Gene Williams didn’t think he’d have to plan for his mother, Ann Armstrong, to be 95 years old.

No one in Williams’ family lived past the early 60s, he said. It didn’t seem as though planning for long-term care for a parent would be an issue.

But just two weeks ago, right after her birthday and after about 10 years of living on her own alone, after the death of her husband, Armstrong moved to an assisted living facility in Pasadena.

Her memory had declined to the point that she needed additional help more often, Williams said.

The decision to move to assisted living wasn’t necessarily a difficult one, but gathering the financial resources to pay for it was another problem altogether.

“I just had no idea,” he said.


The realities of paying for the care of older adults, particularly for long-term care because of major health issues, can be daunting and intimidating, and a growing number of American families are facing those realities every day.

Studies have for years suggested that medical bankruptcies are increasingly a problem for older Americans. In August, a study from the Consumer Bankruptcy Project concluded that the number of people 65 or older filing for bankruptcy had tripled since 1991.

One reason for the increase is that planning for late-in-life care has been made more “responsibilized,” and is less reliant on social safety net programs, the study concluded.

That means more people don’t draw adequate benefits and, as a result, have to pay for more of their long-term care needs with personal resources.

The average annual cost for long-term care can vary wildly based on the type of care a person is seeking. In the Houston area, the average cost for a home health aide is about $49,000 a year, according to Genworth Financial, an insurance company that publishes an annual cost of care survey. Assisted living facilities cost about $46,000 on average in the metro area, while cost of skilled nursing facilities range from $61,000 to $83,000 on average depending on how much privacy a person desires, according to insurer Genworth.

The national annual median cost of a private room in a nursing home is $100,375, Genworth found in its 2018 Cost of Care study.

Genworth tracks trends in senior care and has consistently found: Long-term care costs for nursing homes, assisted living facilities, and in-home care are higher than most people have planned for and only continue to rise, the insurer said.

Overall, the rising cost of care has outpaced inflation. The Consumer Price Index for all urban consumers was 2.1 percent for the first half of 2018, according to the study. The annual median cost of a room at an assisted living facility grew by 6.67 percent between 2017 and 2018. Meanwhile, the cost of a shared room in a nursing home jumped by 4.11 percent.


The national hourly cost for a home health aide in 2018 was $22, according to the study.

For Williams, the way to avoid a financial crisis was seeking out Andrea Zaite, a licensed clinical social worker and geriatric care manager. Zaite was able to help Williams find extra ways to help pay for his mother’s care, including VA benefits she was eligible for through her first husband, who was killed in World War II.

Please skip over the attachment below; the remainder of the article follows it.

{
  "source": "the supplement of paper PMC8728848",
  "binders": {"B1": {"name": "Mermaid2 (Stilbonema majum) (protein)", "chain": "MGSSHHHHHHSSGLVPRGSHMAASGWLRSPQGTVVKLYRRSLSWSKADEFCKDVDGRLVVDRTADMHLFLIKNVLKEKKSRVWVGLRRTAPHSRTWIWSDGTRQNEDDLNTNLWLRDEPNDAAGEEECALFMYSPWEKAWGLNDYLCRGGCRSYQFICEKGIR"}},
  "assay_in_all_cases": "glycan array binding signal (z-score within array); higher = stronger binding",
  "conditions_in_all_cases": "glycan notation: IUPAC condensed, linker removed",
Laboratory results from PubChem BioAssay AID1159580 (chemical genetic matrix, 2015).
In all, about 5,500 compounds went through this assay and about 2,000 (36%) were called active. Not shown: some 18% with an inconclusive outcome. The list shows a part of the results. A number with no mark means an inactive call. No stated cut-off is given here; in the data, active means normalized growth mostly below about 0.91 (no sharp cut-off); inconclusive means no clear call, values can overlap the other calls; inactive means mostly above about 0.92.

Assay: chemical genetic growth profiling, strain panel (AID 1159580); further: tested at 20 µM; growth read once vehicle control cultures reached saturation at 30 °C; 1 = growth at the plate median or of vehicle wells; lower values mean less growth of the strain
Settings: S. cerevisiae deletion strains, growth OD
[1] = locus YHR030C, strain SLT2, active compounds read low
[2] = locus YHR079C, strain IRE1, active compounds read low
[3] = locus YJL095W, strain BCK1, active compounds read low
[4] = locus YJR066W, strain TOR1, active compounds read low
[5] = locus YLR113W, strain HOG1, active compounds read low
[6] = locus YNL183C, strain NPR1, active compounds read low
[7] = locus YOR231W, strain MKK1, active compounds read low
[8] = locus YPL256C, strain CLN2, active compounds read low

“There’s so much stuff out there, I didn’t have the time, or even know where to start looking for this stuff,” Williams said.

Many people don’t understand how programs meant to help them pay for the cost of health care work, Zaite said.

“It’s extremely expensive,” she said. “The current generation of late 70-, 80- and 90-year-olds, I don’t think that was talked about in their generation. I don’t think they planned for that, and I really think they believed that the Social Security and Medicare system was the answer and the end-all, be-all.”


A lot of people don’t review their benefits and just make assumptions about how they’ll be covered, she said.

She often encounters people who don’t understand that Medicare doesn’t pay for long-term care, and that Medicaid has income limits, which means that people must spend much of their own savings before they qualify for government assistance.

Even for people who are financially secure, there are still many financial concerns to deal with when it comes to long-term care.

Mary Cooper, a Galveston resident, had to decide who would take care of financial and medical decisions on her mother’s behalf after her mother, also named Mary, suffered a stroke.

For Cooper, the task was easier because her mother had taken the initiative to make plans and have them written down in advance of a medical crisis.

Her mother also built a home that she would be able to move around in, even in a wheelchair, allowing her to stay in her home with a caregiver.

Having that plan in place before it was needed was a relief, Cooper said.

“She had all her papers in order,” Cooper said. “All we had to do was go to her. It was really wonderful that she had it all figured out.”

Planning in advance can have a big effect on an individual’s and a family’s financial stability, said Maureen Kuzik McCutchen, an attorney with Galveston’s Mills Shirley law firm who specializes in estates.

Even clients who have means and the wherewithal to seek out an estate lawyer to plan can be hit by sticker shock if they need a long-term care in a facility. A nice nursing home can cost up to $100,000 a year, she said.

“It’s way more expensive than people think,” McCutchen said. “People, when they retire think, ‘I’ve got a million dollars.’ Well, a million dollars is nothing if you need extended care.”

John Wayne Ferguson: 409-683-5226; or on Twitter @johnwferguson.

Senior Reporter

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